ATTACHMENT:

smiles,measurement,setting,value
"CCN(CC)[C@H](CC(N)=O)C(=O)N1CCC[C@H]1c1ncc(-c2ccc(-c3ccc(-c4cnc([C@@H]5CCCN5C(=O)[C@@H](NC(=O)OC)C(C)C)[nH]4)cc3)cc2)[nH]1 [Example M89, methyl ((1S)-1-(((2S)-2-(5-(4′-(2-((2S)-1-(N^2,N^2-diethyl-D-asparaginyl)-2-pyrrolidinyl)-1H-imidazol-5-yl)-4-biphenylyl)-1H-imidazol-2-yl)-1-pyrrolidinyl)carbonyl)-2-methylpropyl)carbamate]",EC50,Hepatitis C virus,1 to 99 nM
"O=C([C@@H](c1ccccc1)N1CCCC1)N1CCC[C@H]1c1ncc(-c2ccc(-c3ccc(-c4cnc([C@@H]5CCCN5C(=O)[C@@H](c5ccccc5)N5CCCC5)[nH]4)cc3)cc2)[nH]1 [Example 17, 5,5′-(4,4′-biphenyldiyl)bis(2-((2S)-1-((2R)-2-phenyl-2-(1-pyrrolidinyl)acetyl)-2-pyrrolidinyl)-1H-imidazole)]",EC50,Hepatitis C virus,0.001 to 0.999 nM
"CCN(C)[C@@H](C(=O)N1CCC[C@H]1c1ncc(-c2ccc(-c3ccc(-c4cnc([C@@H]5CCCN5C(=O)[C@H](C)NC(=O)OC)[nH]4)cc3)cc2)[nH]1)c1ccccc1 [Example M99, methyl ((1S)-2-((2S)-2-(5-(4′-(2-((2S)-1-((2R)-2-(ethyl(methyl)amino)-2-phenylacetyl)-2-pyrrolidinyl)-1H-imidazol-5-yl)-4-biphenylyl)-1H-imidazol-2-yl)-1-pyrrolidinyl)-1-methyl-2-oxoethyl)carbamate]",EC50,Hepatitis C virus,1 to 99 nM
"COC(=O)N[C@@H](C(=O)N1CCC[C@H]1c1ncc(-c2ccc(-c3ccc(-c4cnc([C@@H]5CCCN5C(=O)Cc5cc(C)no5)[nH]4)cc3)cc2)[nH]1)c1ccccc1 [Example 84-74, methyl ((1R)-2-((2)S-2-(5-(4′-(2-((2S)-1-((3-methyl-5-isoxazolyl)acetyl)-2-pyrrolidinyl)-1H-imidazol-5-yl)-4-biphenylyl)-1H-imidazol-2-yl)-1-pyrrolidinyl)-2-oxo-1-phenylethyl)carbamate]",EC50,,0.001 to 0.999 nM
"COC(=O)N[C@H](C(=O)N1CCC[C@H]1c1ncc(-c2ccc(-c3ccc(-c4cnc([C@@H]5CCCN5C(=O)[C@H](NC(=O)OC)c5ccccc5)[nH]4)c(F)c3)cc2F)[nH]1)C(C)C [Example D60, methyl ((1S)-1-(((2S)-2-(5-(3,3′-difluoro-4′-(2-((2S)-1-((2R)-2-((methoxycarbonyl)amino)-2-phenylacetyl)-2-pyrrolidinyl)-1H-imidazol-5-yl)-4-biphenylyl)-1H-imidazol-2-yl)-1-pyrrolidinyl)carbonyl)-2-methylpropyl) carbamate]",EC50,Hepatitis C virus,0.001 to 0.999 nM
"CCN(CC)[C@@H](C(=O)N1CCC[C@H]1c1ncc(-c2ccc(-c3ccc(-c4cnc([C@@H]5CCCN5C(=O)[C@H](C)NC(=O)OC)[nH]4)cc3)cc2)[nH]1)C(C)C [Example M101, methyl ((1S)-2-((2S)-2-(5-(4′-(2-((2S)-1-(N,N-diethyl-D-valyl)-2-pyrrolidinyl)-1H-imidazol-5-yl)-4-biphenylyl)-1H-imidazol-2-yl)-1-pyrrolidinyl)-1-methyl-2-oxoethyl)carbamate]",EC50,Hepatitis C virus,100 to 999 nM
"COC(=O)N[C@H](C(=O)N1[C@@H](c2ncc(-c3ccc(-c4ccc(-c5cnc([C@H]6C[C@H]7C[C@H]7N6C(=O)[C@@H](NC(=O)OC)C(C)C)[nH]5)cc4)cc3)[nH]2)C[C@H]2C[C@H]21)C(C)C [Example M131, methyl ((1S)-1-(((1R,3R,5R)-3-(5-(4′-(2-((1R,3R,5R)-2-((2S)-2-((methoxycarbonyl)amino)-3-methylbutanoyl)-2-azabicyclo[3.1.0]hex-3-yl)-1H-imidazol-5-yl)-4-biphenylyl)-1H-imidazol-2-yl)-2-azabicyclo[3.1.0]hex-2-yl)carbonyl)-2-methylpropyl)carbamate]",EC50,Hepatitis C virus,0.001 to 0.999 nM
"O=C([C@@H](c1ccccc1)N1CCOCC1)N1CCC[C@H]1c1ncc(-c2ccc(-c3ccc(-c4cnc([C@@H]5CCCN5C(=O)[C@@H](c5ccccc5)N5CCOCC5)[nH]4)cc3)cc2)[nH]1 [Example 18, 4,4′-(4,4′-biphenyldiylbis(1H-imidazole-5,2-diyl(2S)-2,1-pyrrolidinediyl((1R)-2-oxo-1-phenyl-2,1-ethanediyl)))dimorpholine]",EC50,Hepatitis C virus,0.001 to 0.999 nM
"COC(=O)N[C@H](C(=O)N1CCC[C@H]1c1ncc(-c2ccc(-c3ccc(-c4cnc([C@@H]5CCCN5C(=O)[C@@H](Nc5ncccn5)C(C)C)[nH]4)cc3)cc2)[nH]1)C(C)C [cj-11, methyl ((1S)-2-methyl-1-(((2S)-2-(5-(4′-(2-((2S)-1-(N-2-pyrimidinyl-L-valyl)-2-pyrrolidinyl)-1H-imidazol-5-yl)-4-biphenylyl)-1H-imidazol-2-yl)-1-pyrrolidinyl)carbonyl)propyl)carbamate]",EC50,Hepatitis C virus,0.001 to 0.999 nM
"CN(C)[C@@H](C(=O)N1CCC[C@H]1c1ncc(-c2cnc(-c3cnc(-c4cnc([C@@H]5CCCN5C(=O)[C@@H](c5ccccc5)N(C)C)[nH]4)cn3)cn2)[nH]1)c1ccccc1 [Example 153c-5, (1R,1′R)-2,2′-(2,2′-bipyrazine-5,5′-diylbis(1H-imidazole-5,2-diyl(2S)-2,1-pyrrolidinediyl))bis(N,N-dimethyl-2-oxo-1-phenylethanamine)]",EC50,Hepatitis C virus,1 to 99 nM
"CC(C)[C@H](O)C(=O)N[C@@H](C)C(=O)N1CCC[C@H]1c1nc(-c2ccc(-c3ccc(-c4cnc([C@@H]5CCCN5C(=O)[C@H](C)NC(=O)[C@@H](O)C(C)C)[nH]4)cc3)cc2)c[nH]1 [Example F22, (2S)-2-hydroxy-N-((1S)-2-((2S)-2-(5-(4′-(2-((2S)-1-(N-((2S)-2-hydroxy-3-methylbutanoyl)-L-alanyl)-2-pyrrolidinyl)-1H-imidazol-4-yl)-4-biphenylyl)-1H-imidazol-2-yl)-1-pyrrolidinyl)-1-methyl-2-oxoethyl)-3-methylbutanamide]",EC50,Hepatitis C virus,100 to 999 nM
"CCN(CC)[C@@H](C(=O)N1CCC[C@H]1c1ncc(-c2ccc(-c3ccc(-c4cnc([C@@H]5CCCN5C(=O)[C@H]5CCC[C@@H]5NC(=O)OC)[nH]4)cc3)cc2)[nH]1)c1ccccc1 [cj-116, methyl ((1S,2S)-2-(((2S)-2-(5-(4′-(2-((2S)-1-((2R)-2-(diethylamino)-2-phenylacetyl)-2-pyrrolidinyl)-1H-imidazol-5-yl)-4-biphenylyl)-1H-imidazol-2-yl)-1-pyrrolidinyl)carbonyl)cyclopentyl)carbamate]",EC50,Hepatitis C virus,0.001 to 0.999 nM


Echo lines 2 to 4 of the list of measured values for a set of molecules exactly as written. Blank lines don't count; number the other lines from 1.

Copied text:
"CCN(CC)[C@H](CC(N)=O)C(=O)N1CCC[C@H]1c1ncc(-c2ccc(-c3ccc(-c4cnc([C@@H]5CCCN5C(=O)[C@@H](NC(=O)OC)C(C)C)[nH]4)cc3)cc2)[nH]1 [Example M89, methyl ((1S)-1-(((2S)-2-(5-(4′-(2-((2S)-1-(N^2,N^2-diethyl-D-asparaginyl)-2-pyrrolidinyl)-1H-imidazol-5-yl)-4-biphenylyl)-1H-imidazol-2-yl)-1-pyrrolidinyl)carbonyl)-2-methylpropyl)carbamate]",EC50,Hepatitis C virus,1 to 99 nM
"O=C([C@@H](c1ccccc1)N1CCCC1)N1CCC[C@H]1c1ncc(-c2ccc(-c3ccc(-c4cnc([C@@H]5CCCN5C(=O)[C@@H](c5ccccc5)N5CCCC5)[nH]4)cc3)cc2)[nH]1 [Example 17, 5,5′-(4,4′-biphenyldiyl)bis(2-((2S)-1-((2R)-2-phenyl-2-(1-pyrrolidinyl)acetyl)-2-pyrrolidinyl)-1H-imidazole)]",EC50,Hepatitis C virus,0.001 to 0.999 nM
"CCN(C)[C@@H](C(=O)N1CCC[C@H]1c1ncc(-c2ccc(-c3ccc(-c4cnc([C@@H]5CCCN5C(=O)[C@H](C)NC(=O)OC)[nH]4)cc3)cc2)[nH]1)c1ccccc1 [Example M99, methyl ((1S)-2-((2S)-2-(5-(4′-(2-((2S)-1-((2R)-2-(ethyl(methyl)amino)-2-phenylacetyl)-2-pyrrolidinyl)-1H-imidazol-5-yl)-4-biphenylyl)-1H-imidazol-2-yl)-1-pyrrolidinyl)-1-methyl-2-oxoethyl)carbamate]",EC50,Hepatitis C virus,1 to 99 nM